Christopher Hulme

Christopher Hulme

Professor, Pharmacology and Toxicology
Professor, BIO5 Institute
Primary Department
Department Affiliations
Contact
(520) 626-5322

Work Summary

Work Summary

The Hulme group is focused on small molecule drug design and developing enabling chemical methodologies to expedite the drug discovery process. The development of small molecule inhibitors of kinases is of particular interest.

Research Interest

Research Interest

Christopher Hulme, PhD, focuses on small molecule drug design and developing enabling chemical methodologies to expedite the drug discovery process. Target families of particular current interest for the group are kinases, protein-protein interactions and emerging DNA receptors for indications in oncology. Such efforts are highly collaborative in nature and students will be exposed to the full array of design hurdles involved in progressing molecules along the value chain to clinical evaluation. These efforts will be aided by the group’s interest in both microwave assisted organic synthesis (MAOS) and flow chemistry. Both technologies enable ‘High-throughput Medicinal Chemistry’ (HTMC) and will be supported by similar High-throughput Purification capabilities.The group also has a long standing interest in the development of new reactions that produce biologically relevant molecules in an efficient manner. Front loading screening collections with molecules possessing high ‘iterative efficiency potential’ is critical for expediting the drug discovery process. The discovery of such tools that perturb cellular systems is of high value to the scientific community and may be facilitated by rapid forays into MCR space that can produce a multitude of novel scaffolds with appropriate decoration for evaluation with a variety of different screening paradigms.Novel hypervalent iodine mediated C-H activation methodologies is also an active area of interest. Probing the scope of the transformation below and investigating applications toward the synthesis of new peptidomimetics will be an additional pursuit in the Hulme group.

Publications

Moliner, F. D., & Hulme, C. (2012). A Van Leusen deprotection-cyclization strategy as a fast entry into two imidazoquinoxaline families. Tetrahedron Letters, 53(43), 5787-5790.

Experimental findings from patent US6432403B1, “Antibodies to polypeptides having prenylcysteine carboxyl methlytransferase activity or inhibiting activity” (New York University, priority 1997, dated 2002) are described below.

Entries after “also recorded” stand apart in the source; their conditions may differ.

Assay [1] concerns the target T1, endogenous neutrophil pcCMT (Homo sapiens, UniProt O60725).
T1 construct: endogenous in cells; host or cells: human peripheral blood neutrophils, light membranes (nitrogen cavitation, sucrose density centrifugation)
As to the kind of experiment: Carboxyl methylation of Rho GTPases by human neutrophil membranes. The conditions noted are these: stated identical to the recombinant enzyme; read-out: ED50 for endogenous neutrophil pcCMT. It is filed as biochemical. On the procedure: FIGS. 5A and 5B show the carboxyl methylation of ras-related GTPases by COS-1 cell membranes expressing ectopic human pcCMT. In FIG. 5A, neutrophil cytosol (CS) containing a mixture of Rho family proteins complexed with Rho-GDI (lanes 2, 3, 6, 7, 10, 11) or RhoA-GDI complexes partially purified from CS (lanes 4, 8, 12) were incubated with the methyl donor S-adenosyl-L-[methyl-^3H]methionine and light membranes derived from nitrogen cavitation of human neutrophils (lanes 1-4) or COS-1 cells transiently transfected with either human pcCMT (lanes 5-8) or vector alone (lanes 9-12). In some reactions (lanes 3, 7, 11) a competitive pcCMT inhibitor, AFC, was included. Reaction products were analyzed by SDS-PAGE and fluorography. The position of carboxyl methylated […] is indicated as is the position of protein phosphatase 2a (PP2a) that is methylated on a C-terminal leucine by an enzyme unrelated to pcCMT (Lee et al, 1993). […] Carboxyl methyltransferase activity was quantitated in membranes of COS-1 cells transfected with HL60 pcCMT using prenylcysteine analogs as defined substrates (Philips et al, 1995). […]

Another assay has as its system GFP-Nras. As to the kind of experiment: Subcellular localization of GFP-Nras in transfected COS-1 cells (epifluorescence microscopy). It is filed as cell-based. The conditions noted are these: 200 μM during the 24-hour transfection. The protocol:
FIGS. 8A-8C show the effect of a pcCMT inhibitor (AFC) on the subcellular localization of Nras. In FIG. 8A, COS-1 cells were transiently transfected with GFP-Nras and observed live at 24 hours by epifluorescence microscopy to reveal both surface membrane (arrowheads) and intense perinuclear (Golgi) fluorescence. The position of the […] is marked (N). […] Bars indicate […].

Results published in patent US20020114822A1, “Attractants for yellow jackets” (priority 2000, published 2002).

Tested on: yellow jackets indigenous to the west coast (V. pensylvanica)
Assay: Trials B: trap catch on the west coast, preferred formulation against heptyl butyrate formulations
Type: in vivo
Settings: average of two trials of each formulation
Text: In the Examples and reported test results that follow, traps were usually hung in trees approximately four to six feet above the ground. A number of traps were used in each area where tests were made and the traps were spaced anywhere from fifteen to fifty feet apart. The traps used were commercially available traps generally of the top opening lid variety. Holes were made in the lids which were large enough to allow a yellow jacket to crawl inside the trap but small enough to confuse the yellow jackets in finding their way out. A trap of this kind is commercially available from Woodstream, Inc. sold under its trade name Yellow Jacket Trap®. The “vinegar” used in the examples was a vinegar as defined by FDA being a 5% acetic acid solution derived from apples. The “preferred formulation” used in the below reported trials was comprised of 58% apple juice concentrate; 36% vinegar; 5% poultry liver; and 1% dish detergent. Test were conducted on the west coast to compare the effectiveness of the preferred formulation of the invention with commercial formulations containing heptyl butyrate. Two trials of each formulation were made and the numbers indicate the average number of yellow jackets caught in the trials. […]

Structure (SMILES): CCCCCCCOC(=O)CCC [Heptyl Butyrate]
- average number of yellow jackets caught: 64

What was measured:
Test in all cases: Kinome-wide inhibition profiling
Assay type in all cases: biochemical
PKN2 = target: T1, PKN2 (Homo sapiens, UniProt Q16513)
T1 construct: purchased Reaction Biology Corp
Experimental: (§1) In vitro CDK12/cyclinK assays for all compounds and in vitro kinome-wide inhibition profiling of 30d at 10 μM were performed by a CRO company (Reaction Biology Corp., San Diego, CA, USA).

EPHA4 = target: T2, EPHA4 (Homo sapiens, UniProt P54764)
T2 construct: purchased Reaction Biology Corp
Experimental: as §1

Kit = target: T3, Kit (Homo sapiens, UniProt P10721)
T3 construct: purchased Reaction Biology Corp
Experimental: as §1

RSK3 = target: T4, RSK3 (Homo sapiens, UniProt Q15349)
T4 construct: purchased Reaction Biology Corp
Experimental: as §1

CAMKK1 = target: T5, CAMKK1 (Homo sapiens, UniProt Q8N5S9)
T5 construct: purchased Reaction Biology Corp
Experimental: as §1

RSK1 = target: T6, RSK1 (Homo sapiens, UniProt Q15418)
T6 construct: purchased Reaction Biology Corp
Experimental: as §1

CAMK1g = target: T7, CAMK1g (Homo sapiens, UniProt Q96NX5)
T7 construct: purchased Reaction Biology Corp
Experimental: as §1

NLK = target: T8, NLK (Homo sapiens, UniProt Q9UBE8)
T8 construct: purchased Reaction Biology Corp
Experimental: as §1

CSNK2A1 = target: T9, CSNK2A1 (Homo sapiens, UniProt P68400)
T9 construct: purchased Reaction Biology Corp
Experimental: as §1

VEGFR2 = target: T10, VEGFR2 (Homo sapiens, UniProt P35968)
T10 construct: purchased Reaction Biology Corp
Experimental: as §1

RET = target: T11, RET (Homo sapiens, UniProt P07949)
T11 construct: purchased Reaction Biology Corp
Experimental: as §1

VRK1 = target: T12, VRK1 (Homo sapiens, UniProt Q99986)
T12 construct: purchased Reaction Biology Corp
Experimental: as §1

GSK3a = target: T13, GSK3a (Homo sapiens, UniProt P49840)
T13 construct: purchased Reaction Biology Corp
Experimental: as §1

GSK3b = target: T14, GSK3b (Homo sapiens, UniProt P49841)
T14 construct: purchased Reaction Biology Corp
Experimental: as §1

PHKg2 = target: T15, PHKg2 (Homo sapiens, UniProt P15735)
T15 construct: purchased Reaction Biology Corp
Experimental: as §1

Abstract:

A concise synthesis of two pharmacologically relevant classes of molecules possessing the imidazoquinoxaline core is reported. The protocol involves use of 1,2-phenylenediamines and glyoxylic acid derivatives, namely ethyl glyoxylate or benzylglyoxamide, along with tosylmethylisocyanides in a microwave-assisted Van Leusen three-component condensation. Subsequent unmasking (Boc removal) of an internal amino-nucleophile promotes deprotection and cyclization that take place either spontaneously in a one-pot fashion to give 8 or upon acidic treatment under microwave irradiation after isolation of the imidazole intermediate to give 11. Of note, a tricyclic framework is hence assembled by means of a rapid and straightforward method with a high bond-forming efficiency. © 2012 Elsevier Ltd. All rights reserved.

Moliner, F. D., & Hulme, C. (2012). Straightforward assembly of phenylimidazoquinoxalines via a one-pot two-step MCR process. Organic Letters, 14(5), 1354-1357.

PMID: 22356134;PMCID: PMC3311158;Abstract:

An efficient multicomponent-based methodology providing a new entry into a medicinally important complex heterocyclic core is presented. The strategy is very general and able to endow target compounds with the highest possible number of diversity points. Notably, four new chemical bonds and two aromatic rings are formed in a one-pot fashion. © 2012 American Chemical Society.

Hulme, C., Moriarty, K., Huang, F., Mason, J., McGarry, D., Labaudiniere, R., Souness, J., & Djuric, S. (1998). Quaternary substituted PDE IV inhibitors II: The synthesis and in vitro evaluation of a novel series of γ-lactams. Bioorganic and Medicinal Chemistry Letters, 8(4), 399-404.

PMID: 9871693;Abstract:

This communication describes the synthesis and in vitro evaluation of a novel potent series of phosphodiesterase type (IV) (PDE IV) inhibitors. Several of the quaternary substituted lactams presented possess low nanomolar IC50's for PDE IV inhibition.

Vasquez Jr., T. E., Nixey, T., Chenera, B., Gore, V., Bartberger, M. D., Sun, Y., & Hulme, C. (2003). One-pot microwave assisted preparation of pyrazoloquinazolinone libraries. Molecular Diversity, 7(2-4), 161-164.

PMID: 14870845;Abstract:

The novel solution-phase synthesis of an array of biologically relevant pyrazoloquinazolinones in a simple microwave driven one pot procedure is revelaed. Transformations are carried out in good to excellent yield by condensation of α-cyano-ketones and 2-hydrazino-benzoic acids. Subsequent microwave irradiation affords pyrazoloquinazolinones with six points of potential diversification. The protocol described represents a very attractive solution phase procedure for the rapid generation of arrays of such functionalized cores, further demonstrating the growing importance of economic and enabling complexity generating chemistries in the lead discovery arena.

Hulme, C., Peng, J., Louridas, B., Menard, P., Krolikowski, P., & Kumar, N. V. (1998). Applications of N-BOC-diamines for the solution phase synthesis of ketopiperazine libraries utilizing a Ugi/De-BOC/Cyclization (UDC) strategy. Tetrahedron Letters, 39(44), 8047-8050.

Abstract:

This communication reveals a novel application of the 'so-called' convertible isonitrile for the solution phase generation of ketopiperazine libraries. Use of mono N-BOC diamines in the Ugi multi-component reaction (MCR), followed by BOC removal and base treatment (a '3 step, 1-pot procedure') affords ketopiperazines in good yield. The generality of this procedure was further explored revealing novel routes to dihydroquinoxalinones and 1,4-benzodiazepines respectively.